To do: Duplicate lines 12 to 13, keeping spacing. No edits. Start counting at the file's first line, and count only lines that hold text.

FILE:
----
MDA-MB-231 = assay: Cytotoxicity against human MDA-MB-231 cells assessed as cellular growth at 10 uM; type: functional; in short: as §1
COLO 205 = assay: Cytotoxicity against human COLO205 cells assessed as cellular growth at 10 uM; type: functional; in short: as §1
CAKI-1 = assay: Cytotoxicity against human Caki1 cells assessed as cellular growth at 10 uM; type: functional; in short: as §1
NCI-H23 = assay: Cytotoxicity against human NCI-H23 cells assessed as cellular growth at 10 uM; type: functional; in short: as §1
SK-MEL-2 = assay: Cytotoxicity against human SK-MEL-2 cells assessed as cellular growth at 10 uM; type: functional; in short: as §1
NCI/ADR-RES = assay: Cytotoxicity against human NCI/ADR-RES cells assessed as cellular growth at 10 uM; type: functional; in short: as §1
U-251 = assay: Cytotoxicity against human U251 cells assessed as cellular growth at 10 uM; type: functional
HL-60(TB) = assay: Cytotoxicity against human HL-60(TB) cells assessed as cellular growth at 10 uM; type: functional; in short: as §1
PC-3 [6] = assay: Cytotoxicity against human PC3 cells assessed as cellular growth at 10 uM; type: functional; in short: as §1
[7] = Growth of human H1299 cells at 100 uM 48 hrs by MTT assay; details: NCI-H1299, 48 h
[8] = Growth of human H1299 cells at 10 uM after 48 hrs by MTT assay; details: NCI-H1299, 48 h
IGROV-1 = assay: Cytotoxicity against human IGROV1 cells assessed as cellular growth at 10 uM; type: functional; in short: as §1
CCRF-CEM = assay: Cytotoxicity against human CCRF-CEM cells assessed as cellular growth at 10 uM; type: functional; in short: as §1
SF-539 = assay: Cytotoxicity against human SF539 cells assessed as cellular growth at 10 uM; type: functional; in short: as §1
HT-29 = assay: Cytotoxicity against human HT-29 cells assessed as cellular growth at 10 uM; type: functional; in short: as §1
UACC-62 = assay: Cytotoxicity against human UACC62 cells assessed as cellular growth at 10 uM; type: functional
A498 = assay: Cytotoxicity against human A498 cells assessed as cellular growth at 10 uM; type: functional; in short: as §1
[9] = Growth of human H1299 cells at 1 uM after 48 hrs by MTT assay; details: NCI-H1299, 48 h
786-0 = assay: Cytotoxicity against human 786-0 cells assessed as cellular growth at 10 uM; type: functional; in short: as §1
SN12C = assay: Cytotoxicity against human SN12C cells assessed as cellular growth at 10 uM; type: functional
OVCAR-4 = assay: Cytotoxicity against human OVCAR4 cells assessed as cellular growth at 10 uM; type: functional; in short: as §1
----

IGROV-1 = assay: Cytotoxicity against human IGROV1 cells assessed as cellular growth at 10 uM; type: functional; in short: as §1
CCRF-CEM = assay: Cytotoxicity against human CCRF-CEM cells assessed as cellular growth at 10 uM; type: functional; in short: as §1